Whether you are a big kid or a legitimate littl’un, if you are a Harry Potter fan the Warner Bros. Studio Tour London – The Making of Harry Potter is worth a visit. The tour first opened in March 2012, less than a year after the final film graced the big screen. Like with any giant franchise, it made sense for them to turn the leftovers from production into a money making machine. If people will pay to see what would otherwise find its way to an incinerator, why not open it as an attraction?
For me, seeing the behind the scenes work of filmmaking is always fascinating. Whenever I’m in Melbourne, I make an effort to see whatever fantastic exhibition is on at ACMI (Australian Centre for the Moving Image – where they often have exhibitions on sets, costumes, genres, etc), for instance. The studio tour is no different. It gives you an insight into the incredible detail and hard work that goes into creating the magical world of Harry Potter for the screen, from sets, scale models, animatronics and other creature design, costumes, and props, the studio tour covers it all.
They say that the tour usually takes around 3 to 3.5 hours to complete, but it is self-guided for the most part, so you can take as much – or as little – time as you want. It’s a good indication of geek-ness when you see how much time a person is taking to look at each individual display. For my part, I was certainly in the upper levels, at least a 7. The tour is split into three parts, two soundstages filled with all kinds of behind the scenes goodies, and an outdoor area with some of the larger set pieces such as the Night Bus, Privet Drive, the Hogwarts bridge, as well as photo ops for sitting in the flying Anglia and Hagrid’s bike.
Much of the first sound stage is filled with large pieces of sets. You enter through the great hall – minus the magic ceiling of course – and immediately you are in the magical world you visit on screen or page. The level of detail is astounding. Costumes that were worn in scenes that featured those sets are displayed, giving you a true idea of just how big (Hagrid) or small (little Harry!) the actors really were. Other sets include the Gryffindor common room, Dumbledore’s office, the Leaky Cauldron, Diagon Alley, the Ministry of Magic, Delores Umbridge’s office, and many more.
The second sound stage area features the creature workshop, which I have to admit was one of my favourite sections. It’s fantastic to see that they used to many physical effects in the films – probably why the special effects still look quite good where other more CG based films have aged rather badly (I’m looking at you George Lucas, brilliant pioneer of using model shots and ruining the prequels with all that CG, among other things). You move from animatronics and creature effects through to the design world of scale model miniatures. And they are incredible. If your mind isn’t already blown at that point, it will be when you encounter the model of Hogwarts that was composited into the live-action shots, again to give a more realistic feel to the building rather than relying too heavily on full CG.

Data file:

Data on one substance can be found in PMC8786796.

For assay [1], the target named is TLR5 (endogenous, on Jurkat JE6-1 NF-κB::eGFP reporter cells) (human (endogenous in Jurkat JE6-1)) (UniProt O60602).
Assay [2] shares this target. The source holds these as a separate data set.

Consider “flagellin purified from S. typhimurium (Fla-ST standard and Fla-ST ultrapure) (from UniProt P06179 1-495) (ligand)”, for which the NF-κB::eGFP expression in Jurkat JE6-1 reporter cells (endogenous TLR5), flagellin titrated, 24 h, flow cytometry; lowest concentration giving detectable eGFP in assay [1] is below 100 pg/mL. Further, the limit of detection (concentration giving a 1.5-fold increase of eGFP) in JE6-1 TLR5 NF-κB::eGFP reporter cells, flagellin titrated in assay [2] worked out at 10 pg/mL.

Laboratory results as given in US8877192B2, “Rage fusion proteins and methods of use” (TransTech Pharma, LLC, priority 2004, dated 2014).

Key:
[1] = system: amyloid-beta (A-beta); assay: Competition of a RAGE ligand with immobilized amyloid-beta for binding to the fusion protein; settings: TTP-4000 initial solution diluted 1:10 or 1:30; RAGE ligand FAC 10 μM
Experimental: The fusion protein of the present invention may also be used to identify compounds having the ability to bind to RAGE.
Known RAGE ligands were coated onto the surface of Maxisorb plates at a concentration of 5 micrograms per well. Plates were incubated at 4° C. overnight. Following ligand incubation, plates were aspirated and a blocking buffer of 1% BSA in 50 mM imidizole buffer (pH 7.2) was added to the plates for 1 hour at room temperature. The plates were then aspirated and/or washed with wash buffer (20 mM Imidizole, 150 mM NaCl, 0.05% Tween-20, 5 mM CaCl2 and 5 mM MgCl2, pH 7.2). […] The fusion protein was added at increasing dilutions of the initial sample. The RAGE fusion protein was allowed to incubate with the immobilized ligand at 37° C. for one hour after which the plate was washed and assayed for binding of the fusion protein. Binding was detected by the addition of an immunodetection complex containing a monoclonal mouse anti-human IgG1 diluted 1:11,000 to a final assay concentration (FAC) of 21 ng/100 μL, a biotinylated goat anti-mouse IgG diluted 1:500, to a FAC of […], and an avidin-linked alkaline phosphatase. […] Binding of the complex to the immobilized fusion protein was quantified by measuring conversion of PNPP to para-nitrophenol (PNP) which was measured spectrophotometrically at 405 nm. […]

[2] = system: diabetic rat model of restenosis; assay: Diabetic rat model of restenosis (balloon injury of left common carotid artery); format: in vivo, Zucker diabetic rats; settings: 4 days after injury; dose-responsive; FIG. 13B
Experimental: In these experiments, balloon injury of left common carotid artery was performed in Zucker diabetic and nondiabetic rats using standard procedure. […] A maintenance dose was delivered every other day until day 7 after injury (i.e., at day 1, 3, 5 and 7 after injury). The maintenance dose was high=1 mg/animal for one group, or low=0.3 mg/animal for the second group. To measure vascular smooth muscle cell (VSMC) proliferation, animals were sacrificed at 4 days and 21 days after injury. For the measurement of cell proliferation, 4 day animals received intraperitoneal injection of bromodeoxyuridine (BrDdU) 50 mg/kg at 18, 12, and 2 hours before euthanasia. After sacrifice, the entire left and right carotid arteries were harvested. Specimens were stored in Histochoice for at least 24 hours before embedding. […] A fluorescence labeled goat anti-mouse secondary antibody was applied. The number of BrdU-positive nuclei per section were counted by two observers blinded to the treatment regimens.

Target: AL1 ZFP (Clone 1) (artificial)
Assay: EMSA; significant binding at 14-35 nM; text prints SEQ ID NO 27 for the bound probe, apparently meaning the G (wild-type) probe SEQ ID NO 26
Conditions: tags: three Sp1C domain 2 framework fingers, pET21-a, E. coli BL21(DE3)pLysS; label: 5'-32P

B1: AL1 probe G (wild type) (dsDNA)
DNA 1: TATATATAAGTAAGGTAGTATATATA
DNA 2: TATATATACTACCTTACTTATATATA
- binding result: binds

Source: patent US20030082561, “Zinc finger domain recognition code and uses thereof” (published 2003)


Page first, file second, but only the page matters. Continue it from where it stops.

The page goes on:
The brilliance of the Harry Potter world – whether you are reading it or watching the films – is the experience of wonder. Like all fantasy, it is a wonderful escape to another world of excitement and adventure that no one can get enough of. And why should we? Who wouldn’t want to have magical abilities, a self-cleaning pan, or a flying broomstick? It might worry some of you that exploring the behind the scenes world of the movie making magic might take away from some of the wonder when watching the films. On the contrary, it adds to the spectacular accomplishment.
As you walk through the incredible sets you’ll find it difficult to not be transported into Harry’s world. Yes, I can see how it was all made, how hard the cast and crew worked to bring the world to life, and all I see now is that the world is real. I am the ultimate kid as I walk around the studio tour, amazed by the fake snow, the self-stirring animatronic cauldrons in potions class, and the amazing detail that went into creating each and every one of the portraits hanging on Hogwarts walls. Nowhere else makes the magic come alive so completely.
If you have kids who enjoy Harry Potter, this is a must visit location. And if you’re an adult who loves the world just as much as any kid, you better make sure you’re in line before all the kids! Just beware that you need to purchase your tickets well in advance and be sure to turn up to your allotted tour on time.